Home Featured News GRCC Political Science professors speak at United Nations symposium

GRCC Political Science professors speak at United Nations symposium

GRCC UN Feature
GRCC Political Science professors Gordan Vurusic, and Keith St. Clair, and Calvin College Political Science professor Joel Westra

By Lauren Winther

Grand Rapids Community College held a symposium Monday to commemorate the founding of the United Nations.

About 75 people attended the event, with many students attending to earn course credit.

“I came to this event because it’s part of an online course that I’m taking,” said GRCC student Max Marshall, 21.  “We have to write an essay on what’s going on,”

Some students, such as Daniel Wiess, 21, attended the event simply because they enjoy geography.

“I really like physical geography, and I want to learn more general knowledge about the the world,” Wiess said.

Academic advising was available for those interested in international careers, which took place in Sneden Hall, room 103.

Over the next two days, Tuesday (Oct. 22) and Wednesday (Oct. 23), academic advising will be available for those students in a specific discipline, such as economics, history or sociology.

The event began with a plenary lecture entitled, ‘The Role of Journalism in Post-Soviet Central Asian Countries’ which was hosted by Leon Yacher, a geography professor, from Southern Connecticut State University.

Before jumping into the role of journalism in post-soviet Central Asian countries, Yacher gave the audience brief information of the different countries.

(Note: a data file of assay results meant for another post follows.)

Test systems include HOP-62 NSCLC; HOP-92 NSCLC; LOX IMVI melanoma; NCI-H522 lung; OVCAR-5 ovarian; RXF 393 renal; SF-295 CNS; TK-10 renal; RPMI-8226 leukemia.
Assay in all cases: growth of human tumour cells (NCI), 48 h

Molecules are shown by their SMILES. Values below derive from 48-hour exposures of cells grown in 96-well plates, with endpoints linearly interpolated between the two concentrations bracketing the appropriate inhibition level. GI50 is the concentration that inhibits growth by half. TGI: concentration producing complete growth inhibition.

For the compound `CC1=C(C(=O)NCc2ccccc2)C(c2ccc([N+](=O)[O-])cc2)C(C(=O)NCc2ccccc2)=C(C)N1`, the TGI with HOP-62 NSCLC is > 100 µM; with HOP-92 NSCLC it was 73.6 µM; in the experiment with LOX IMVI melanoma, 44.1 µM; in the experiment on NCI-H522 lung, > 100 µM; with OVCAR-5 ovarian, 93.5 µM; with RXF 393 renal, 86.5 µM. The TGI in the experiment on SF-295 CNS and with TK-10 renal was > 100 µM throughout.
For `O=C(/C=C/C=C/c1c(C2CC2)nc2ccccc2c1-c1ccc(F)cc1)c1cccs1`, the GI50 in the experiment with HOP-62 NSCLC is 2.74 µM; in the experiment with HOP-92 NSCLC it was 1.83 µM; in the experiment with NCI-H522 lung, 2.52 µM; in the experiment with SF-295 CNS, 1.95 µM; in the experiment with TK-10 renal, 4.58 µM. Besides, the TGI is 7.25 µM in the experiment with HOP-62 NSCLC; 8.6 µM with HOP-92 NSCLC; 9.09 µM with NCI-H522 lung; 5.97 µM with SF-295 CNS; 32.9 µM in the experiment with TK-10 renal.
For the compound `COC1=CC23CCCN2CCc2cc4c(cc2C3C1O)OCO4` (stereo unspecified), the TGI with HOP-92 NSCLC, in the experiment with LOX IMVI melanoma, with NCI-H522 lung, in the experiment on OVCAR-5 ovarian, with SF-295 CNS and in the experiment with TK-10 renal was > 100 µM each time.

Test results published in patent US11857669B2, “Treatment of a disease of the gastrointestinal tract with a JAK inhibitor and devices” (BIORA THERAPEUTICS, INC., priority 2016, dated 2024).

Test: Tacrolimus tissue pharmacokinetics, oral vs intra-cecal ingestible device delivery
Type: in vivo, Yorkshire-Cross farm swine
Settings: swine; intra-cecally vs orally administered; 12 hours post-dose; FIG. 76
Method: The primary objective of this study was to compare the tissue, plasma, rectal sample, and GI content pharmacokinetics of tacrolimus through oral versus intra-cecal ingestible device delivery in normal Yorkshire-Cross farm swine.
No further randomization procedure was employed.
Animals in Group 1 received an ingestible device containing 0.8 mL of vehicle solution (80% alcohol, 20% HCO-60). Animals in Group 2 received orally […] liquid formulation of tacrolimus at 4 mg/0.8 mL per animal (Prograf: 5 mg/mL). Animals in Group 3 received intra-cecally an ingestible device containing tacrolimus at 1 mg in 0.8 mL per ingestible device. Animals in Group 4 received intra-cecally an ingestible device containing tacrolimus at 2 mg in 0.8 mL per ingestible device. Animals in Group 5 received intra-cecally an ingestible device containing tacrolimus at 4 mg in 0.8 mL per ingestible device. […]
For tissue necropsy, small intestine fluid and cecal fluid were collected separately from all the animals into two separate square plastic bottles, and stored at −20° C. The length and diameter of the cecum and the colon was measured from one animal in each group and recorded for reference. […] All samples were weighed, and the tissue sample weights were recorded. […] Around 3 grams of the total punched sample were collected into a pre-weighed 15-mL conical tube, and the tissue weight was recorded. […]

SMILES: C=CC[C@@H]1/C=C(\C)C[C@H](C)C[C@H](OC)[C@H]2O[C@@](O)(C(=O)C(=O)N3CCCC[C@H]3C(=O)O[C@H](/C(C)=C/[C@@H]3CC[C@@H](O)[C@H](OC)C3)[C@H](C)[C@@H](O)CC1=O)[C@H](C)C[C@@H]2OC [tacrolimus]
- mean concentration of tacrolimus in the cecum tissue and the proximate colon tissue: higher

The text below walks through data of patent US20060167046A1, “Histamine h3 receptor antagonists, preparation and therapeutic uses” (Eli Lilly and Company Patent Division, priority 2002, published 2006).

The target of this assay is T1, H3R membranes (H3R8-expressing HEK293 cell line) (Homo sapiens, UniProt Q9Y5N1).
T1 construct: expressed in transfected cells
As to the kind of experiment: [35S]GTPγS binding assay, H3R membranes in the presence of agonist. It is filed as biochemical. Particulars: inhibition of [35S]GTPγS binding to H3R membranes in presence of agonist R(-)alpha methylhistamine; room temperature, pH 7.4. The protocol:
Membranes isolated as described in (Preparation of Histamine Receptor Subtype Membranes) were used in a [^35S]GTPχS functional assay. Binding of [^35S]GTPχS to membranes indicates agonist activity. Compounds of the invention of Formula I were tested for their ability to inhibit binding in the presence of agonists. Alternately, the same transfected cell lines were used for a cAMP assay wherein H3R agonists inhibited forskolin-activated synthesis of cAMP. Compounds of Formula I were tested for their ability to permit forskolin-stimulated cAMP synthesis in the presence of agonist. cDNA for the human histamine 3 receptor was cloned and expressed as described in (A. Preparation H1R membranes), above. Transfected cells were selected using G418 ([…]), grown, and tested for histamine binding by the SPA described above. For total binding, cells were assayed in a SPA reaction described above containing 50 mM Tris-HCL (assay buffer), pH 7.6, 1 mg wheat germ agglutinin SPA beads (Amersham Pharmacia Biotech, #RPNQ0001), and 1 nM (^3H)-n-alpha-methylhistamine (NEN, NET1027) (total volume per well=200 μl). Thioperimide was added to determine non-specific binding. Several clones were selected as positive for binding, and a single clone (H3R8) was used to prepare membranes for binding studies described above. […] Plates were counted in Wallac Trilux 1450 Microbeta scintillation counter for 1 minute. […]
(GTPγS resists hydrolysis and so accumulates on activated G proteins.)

“Central Asia, particularly the former Soviet Republics, that today are independent republics, are countries in Central Asia that are largely unknown to westerners, particularly unknown to Americans,” Yacher said.

Yacher also described what it was like to travel to Central Asia after the Soviet Union collapsed.

“During Soviet times, the Soviet Union collapsed in the early 1990’s, during the Soviet era, traveling to what we today would call central Asia, was virtually impossible,” said Yacher. “The only way you could do that as a tourist, in which the actual official tourist board of the Soviet Union would literally take you from one point to the other, with a very scheduled itinerary.”

After the Soviet Union collapsed they went through a transformation period where they were actually welcoming foreigners, although it was still hard for westerners, including Americans, to visit without a formal invitation from the government.

After discussing the ways of the Soviet Union, Yacher described different schemas used by different journalists in different countries.

Some journalists use different schemas such as propaganda, free press, and public relations as tactics to report information.

During this time, being a journalist was dangerous work. Some journalists were beaten, murdered, or had their families threatened.

Yacher also stressed how it was illegal to own a photocopier. One could make copies of important documents, but could not own a photocopier in their homes, or they would be severely punished.

The next event led into a roundtable discussion, entitled, ‘The United Nations: Retrospect and Prospect.

The table discussion included GRCC Political Science professors Gordan Vurusic, and Keith St. Clair, and Calvin College Political Science professor Joel Westra.

Westra acted as the retrospect while Vurusic and St. Clair were prospect.

Each professor discussed both positives and negatives about the United Nations. During questions, each was asked to rank the United Nations from one to 10, each giving it a high mark.

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